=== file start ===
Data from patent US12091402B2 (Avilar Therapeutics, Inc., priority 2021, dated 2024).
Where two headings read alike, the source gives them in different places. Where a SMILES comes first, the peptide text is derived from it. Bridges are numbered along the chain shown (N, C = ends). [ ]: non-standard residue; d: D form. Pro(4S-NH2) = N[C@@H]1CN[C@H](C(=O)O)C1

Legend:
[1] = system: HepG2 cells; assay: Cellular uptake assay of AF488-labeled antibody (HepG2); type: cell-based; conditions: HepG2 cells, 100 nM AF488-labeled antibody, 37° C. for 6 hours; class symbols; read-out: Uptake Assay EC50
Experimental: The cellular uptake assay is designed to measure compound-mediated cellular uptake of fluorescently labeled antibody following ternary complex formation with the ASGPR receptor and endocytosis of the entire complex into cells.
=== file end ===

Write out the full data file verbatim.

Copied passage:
Data from patent US12091402B2 (Avilar Therapeutics, Inc., priority 2021, dated 2024).
Where two headings read alike, the source gives them in different places. Where a SMILES comes first, the peptide text is derived from it. Bridges are numbered along the chain shown (N, C = ends). [ ]: non-standard residue; d: D form. Pro(4S-NH2) = N[C@@H]1CN[C@H](C(=O)O)C1

Legend:
[1] = system: HepG2 cells; assay: Cellular uptake assay of AF488-labeled antibody (HepG2); type: cell-based; conditions: HepG2 cells, 100 nM AF488-labeled antibody, 37° C. for 6 hours; class symbols; read-out: Uptake Assay EC50
Experimental: The cellular uptake assay is designed to measure compound-mediated cellular uptake of fluorescently labeled antibody following ternary complex formation with the ASGPR receptor and endocytosis of the entire complex into cells.